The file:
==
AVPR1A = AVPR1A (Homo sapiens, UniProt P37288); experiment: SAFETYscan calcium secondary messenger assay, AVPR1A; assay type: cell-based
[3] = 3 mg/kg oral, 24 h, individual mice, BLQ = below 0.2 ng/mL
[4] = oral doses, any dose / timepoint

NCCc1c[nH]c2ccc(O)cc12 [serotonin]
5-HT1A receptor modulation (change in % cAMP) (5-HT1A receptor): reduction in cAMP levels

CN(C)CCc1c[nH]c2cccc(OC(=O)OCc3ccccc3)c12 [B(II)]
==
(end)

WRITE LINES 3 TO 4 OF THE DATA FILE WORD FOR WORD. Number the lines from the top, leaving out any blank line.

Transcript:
[4] = oral doses, any dose / timepoint

NCCc1c[nH]c2ccc(O)cc12 [serotonin]